Brendan Rodgers is not concerned with fear of being sacked as Leicester boss.
A torrid summer has seen the club lose star centre-back Wesley Fofana and no.1 goalkeeper Kasper Schmeichel, with only Wout Faes and Alex Smithies replacing them as the club attempt to balance the books.
It’s led to an awful start to the season with just one point from six games leaving them bottom of the table.
The embarrassing nature of their capitulation against the Seagulls saw Manchester United legend Roy Keane lay into the team.
“No commitment. “No desire,” he fumed. “Brendan Rogers is in trouble with that performance in the second half.
“The Leicester players were nowhere near good enough. [They] gave up the fight. Shocking. “
Brendan Rodgers has warned Leicester must alter their expectations after a dreadful start to the season and outlined a bleak picture by admitting his players need to enter survival mode to reach 40 points and avoid relegation.
Rodgers’s side finished eighth last season and reached the Europa Conference League semi-finals, a year on from winning the FA Cup for the first time.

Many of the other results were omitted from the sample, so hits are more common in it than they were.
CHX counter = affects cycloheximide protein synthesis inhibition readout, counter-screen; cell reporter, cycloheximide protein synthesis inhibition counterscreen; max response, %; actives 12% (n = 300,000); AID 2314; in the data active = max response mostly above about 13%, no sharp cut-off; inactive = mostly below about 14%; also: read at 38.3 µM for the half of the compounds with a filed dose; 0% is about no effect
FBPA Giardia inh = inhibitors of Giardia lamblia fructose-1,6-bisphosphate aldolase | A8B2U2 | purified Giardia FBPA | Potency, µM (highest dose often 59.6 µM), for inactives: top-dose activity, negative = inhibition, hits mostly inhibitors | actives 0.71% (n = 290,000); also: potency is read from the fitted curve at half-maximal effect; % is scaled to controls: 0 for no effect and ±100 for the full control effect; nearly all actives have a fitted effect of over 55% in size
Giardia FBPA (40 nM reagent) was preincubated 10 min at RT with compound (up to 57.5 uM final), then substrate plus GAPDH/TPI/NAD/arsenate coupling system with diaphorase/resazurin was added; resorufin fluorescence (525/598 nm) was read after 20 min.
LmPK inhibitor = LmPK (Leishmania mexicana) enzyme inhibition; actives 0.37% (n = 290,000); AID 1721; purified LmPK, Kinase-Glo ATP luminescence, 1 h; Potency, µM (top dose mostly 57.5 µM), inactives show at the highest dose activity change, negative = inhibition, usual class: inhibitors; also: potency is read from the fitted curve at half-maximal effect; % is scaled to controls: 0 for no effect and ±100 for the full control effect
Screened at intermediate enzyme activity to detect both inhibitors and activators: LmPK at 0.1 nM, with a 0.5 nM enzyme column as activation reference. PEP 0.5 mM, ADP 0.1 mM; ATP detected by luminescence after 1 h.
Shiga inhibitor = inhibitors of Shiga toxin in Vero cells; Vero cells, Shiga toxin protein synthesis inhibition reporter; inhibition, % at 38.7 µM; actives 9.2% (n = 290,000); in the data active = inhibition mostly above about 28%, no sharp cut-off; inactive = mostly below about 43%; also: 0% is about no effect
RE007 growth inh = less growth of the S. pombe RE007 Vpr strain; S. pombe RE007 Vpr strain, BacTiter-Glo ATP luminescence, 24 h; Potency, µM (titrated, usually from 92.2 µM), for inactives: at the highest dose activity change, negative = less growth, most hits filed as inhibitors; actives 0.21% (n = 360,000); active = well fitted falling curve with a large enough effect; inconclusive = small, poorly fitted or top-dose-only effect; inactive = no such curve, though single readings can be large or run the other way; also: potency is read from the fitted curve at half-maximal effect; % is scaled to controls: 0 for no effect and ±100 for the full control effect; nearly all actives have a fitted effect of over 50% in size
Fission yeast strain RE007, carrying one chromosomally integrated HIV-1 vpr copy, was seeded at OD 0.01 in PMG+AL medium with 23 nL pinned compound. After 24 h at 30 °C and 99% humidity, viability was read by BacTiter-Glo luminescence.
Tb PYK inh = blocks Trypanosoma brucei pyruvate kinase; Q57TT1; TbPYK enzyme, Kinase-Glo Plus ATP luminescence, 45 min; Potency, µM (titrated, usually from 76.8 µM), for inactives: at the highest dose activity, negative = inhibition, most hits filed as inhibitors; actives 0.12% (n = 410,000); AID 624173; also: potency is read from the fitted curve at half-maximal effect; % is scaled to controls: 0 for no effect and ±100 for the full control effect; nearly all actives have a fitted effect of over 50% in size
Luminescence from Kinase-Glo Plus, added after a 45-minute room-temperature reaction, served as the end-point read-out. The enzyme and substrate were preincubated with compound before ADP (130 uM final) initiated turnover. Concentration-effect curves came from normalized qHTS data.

But after a summer in which they signed only one outfield player the under-pressure Leicester manager Brendan Rodgers has made clear that the realistic targets this season have significantly changed.
Brendan Rodgers, who has repeatedly spoken of his appetite to disrupt the Premier League’s top six, conceded he is working to “totally different” objectives in comparison with recent seasons and underlined his point by saying: “This isn’t the club that it was a couple of years ago.”
The winless Foxes fell to a fifth straight defeat to stay rooted at the bottom of the Premier League after a shocking 5-2 defeat at Brighton.
Five straight league defeats was enough to see Claudio Ranieri sacked – and he’d won a Premier League title nine months earlier.
Now Brendan Rodgers has matched that unenviable record to crank up the pressure. He has never lost five in a row during his managerial career, and Leicester haven’t had a start this bad since 1989 in the Old Second Division.